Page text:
Sunak Pressed to Outlaw Creation of Deepfake Adult Content

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Prime Minister Rishi Sunak faces pressure to plug a legal gap that lets creators of deepfake adult content avoid prosecution.

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Labour voices concerns that the government lags behind rapid online advances, particularly the troubling rise of deepfakes – where explicit content is altered to feature unwitting individuals.

Since January 31, circulating such deepfakes without consent is a criminal act in the UK, by virtue of the Online Safety Act.

However, Labour has put forward a modification to the ongoing Criminal Justice Bill to criminalize the production of deepfakes.

The Independent received comments from Yvette Cooper, the shadow home secretary, stating, “The creation of deepfake intimate imagery is a gross breach of personal autonomy and privacy, and it’s something we simply shouldn’t stand for.”

“Misuse of tech to craft misogynistic content is on the rise, giving more power to those who perpetrate violence against women and girls.”

The government’s task is to reinforce the legislation, sending “a strong, clear message that such activities are damaging and unacceptable,” Cooper elaborated.

Cooper insists on zero tolerance for non-consensual deepfakes

A recent Channel 4 exposé highlighted an alarming surge in deepfake pornography.

A single video was detected in 2016, yet a staggering 143,733 new clips surfaced on top deepfake porn platforms in the first nine months of the past year – outnumbering the total of prior years combined.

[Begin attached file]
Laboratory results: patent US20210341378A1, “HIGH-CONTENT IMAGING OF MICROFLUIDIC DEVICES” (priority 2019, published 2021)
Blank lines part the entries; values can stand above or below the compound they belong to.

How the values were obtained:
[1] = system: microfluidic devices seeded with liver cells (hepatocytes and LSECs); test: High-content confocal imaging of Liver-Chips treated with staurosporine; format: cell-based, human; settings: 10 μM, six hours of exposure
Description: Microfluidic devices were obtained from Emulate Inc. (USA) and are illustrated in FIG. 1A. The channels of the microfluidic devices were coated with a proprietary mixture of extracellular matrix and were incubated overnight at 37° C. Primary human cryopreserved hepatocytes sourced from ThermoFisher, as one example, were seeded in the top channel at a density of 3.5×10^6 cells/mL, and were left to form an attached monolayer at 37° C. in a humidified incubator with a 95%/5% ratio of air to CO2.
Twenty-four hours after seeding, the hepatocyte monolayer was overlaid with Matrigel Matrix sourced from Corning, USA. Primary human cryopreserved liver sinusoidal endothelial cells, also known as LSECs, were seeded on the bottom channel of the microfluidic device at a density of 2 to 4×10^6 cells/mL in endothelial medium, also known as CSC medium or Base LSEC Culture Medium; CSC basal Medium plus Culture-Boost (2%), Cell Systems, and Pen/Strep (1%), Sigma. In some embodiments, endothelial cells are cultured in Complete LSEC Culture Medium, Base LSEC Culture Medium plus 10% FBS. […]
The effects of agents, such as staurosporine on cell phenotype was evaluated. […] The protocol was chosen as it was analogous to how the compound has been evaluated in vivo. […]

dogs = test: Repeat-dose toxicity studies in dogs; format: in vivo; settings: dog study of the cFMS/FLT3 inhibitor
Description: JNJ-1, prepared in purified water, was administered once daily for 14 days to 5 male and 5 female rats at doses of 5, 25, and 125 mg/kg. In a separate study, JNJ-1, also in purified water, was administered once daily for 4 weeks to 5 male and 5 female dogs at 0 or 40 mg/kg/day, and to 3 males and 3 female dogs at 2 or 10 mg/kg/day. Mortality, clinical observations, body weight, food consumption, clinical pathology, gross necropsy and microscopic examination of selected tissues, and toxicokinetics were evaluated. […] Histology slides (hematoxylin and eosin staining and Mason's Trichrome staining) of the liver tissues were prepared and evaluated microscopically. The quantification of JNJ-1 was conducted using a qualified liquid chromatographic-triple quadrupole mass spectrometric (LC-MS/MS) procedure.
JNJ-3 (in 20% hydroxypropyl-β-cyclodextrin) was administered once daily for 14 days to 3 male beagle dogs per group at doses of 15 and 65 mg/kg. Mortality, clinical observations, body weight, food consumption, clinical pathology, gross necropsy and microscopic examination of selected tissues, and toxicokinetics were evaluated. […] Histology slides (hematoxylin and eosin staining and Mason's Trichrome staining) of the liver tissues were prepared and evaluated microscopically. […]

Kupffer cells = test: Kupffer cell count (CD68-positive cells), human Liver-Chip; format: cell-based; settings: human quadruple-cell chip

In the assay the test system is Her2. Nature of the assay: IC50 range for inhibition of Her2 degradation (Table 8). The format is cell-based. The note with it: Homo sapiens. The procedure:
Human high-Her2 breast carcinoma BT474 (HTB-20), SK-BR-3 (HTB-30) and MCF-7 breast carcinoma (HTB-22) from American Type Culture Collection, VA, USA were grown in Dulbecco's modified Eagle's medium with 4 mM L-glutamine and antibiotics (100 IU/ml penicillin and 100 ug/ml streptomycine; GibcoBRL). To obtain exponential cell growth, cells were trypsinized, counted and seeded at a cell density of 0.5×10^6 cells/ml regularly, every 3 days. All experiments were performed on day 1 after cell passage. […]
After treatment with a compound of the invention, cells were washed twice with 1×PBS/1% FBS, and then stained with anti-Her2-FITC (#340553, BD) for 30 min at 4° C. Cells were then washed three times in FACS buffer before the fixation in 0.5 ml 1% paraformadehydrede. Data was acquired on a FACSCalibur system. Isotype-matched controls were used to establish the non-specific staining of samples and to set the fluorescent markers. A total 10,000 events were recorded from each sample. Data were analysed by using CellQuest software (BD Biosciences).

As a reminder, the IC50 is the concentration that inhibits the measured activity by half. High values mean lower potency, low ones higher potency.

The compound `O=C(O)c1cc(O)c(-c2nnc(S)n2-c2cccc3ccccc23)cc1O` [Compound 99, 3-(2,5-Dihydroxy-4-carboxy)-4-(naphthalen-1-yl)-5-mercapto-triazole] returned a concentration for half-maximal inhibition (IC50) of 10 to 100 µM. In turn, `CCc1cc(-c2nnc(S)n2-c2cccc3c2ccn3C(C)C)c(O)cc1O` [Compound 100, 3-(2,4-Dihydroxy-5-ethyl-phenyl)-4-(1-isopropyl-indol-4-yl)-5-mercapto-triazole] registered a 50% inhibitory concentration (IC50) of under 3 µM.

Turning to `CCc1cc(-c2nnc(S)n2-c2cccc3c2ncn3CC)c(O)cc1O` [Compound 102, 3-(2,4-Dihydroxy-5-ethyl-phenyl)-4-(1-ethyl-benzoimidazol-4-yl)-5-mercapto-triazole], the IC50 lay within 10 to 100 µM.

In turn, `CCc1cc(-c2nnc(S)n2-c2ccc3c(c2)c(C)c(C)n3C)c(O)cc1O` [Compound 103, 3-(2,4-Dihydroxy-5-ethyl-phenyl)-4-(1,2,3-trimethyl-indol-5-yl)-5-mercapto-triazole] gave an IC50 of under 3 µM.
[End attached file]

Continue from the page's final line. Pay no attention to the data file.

The top five deepfake sites feature over 250 British public figures, including actresses, YouTubers, TV stars, and musicians, as unwitting subjects of deepfake pornographic material.

One victim, who stumbled upon deepfake porn of herself online, recounted to The Independent the “violating” experience, condemning the perpetrator’s attempt to “intimidate” and “frighten” her.

She expressed, “It’s as if my identity, my persona was hijacked for sexual ends without my permission. Some may shrug it off, but we’re blurring lines between perception and actuality, and perception is our new reality. To think my likeness was appropriated to silence or intimidate me, or for someone else’s pleasure, is disgusting.”

The potential for deepfakes to deceive the public sets off widespread alarm. Deeptrace, a cybersecurity firm, reports that 96% of all deepfake videos are pornographic and non-consensual, with women being the targets in nearly all incidents.

The Home Office has yet to respond to requests for their stance.

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